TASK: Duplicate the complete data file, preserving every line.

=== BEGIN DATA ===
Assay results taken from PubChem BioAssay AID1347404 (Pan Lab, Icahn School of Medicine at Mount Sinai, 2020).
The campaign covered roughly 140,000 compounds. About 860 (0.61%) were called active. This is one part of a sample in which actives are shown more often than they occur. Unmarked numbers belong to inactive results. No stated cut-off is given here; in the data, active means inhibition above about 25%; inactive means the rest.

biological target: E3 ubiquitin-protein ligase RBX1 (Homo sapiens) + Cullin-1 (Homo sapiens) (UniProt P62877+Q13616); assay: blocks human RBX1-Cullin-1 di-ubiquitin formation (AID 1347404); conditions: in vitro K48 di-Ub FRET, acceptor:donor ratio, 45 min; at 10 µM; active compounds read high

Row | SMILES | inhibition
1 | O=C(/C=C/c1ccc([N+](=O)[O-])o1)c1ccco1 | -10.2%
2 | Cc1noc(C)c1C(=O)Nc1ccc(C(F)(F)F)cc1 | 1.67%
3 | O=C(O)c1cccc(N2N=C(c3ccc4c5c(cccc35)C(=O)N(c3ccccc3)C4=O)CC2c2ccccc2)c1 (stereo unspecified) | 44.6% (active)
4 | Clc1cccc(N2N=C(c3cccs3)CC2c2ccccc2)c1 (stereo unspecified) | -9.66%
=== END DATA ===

Assay results taken from PubChem BioAssay AID1347404 (Pan Lab, Icahn School of Medicine at Mount Sinai, 2020).
The campaign covered roughly 140,000 compounds. About 860 (0.61%) were called active. This is one part of a sample in which actives are shown more often than they occur. Unmarked numbers belong to inactive results. No stated cut-off is given here; in the data, active means inhibition above about 25%; inactive means the rest.

biological target: E3 ubiquitin-protein ligase RBX1 (Homo sapiens) + Cullin-1 (Homo sapiens) (UniProt P62877+Q13616); assay: blocks human RBX1-Cullin-1 di-ubiquitin formation (AID 1347404); conditions: in vitro K48 di-Ub FRET, acceptor:donor ratio, 45 min; at 10 µM; active compounds read high

Row | SMILES | inhibition
1 | O=C(/C=C/c1ccc([N+](=O)[O-])o1)c1ccco1 | -10.2%
2 | Cc1noc(C)c1C(=O)Nc1ccc(C(F)(F)F)cc1 | 1.67%
3 | O=C(O)c1cccc(N2N=C(c3ccc4c5c(cccc35)C(=O)N(c3ccccc3)C4=O)CC2c2ccccc2)c1 (stereo unspecified) | 44.6% (active)
4 | Clc1cccc(N2N=C(c3cccs3)CC2c2ccccc2)c1 (stereo unspecified) | -9.66%